The Traumas and Types of Post Traumatic Stress Endured by Three Iconic American Authors: J.D. Salinger, Truman Capote and Maya Angelou


Monday, March 9, 2020 | 6:00 p.m. - 9:00 p.m.

NYU Silver School of Social Work 
1 Washington Square North
New York, NY 10003

NYSED Approved for 3 CE contact hours


As a result of so many U.S. soldiers returning home from deployments in Iraq and Afghanistan suffering from symptoms of post traumatic stress, the public has developed a greater awareness of trauma and post-traumatic stress. This has led to greater sympathy for those afflicted, but much confusion and incomplete knowledge still remains in the minds of lay-persons and mental health professionals alike. (Still, tragically, over 7000 veterans commit suicide every year.) Join us to explore a behavioral, emotional and neurological perspective on Trauma, Post Traumatic Stress and Accumulated Stress Injury through the real life experiences of J.D. Salinger, Truman Capote and Maya Angelou.

Three helpful concepts will inform and guide this workshop.

1. Trauma is an injury to the autonomic nervous system—not an event.
2. Post Traumatic Stress is the way in which the body speaks the unspeakable.
3. Healing begins in a place between stimulus and response.

Learning Objectives


  • J.D. Salinger: Through the author’s combat experience throughout the invasion of Normandy and it’s aftermath, workshop participants will learn of the traumas and forms of post traumatic stress unique to the combat veteran: Moral Wound, Survivor’s Guilt, Post Traumatic Stress Injury and Blast Wave Trauma.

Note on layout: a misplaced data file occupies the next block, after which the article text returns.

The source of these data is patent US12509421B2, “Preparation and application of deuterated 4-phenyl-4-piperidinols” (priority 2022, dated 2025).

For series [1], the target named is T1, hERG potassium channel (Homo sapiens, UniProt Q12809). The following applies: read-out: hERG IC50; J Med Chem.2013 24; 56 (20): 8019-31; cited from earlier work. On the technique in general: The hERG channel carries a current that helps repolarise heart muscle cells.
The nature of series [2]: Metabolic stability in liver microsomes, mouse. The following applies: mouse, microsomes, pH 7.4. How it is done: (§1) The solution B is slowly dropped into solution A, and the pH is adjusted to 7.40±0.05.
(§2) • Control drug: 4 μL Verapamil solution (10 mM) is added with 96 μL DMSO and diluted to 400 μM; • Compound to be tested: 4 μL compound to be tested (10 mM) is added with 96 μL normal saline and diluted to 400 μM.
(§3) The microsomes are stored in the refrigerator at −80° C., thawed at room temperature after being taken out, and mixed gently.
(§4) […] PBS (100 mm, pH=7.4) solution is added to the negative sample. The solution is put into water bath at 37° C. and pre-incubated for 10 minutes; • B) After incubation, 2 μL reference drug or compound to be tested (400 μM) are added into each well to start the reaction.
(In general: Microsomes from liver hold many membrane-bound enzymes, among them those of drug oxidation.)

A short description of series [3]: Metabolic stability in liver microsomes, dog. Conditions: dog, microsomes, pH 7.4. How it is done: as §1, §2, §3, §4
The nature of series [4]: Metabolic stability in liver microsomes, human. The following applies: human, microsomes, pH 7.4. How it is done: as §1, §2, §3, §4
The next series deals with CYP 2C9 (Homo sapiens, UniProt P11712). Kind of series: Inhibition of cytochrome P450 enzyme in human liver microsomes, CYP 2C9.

• Truman Capote: Through the author’s experience interviewing two convicted murderers on death row to write and finally finish his masterpiece In Cold Blood, workshop participants will learn about Accumulated Stress Injury brought about by being subjected to high levels of stress over a long period of time and by acting in conflict with one’s core principles (a form of non-combat moral wound).
  • Maya Angelo: Through the author’s experience of sexual assault and resulting selective mutism, workshop participants will learn about the different forms and levels of dissociation brought about by Capital T Traumas and the forms of accumulated stress injury caused by racism in the Jim Crow south.


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Roger Keizerstein, L.C.S.W.

Roger Keizerstein, LCSW is a pediatric clinical social worker, certified trauma professional, writer and public speaker. His stories and essays have appeared in Newsday, The New York Times, Listen Magazine and The Southampton Press.

His film and book reviews and case studies have appeared in The New Social Worker Magazine, The Neuropsychotherapist and The Science of Psychotherapy Magazine. He conducts workshops and lectures on trauma and posttraumatic stress throughout the New York Metropolitan area. He has been in private practice in East Setauket, Long Island for 36 years.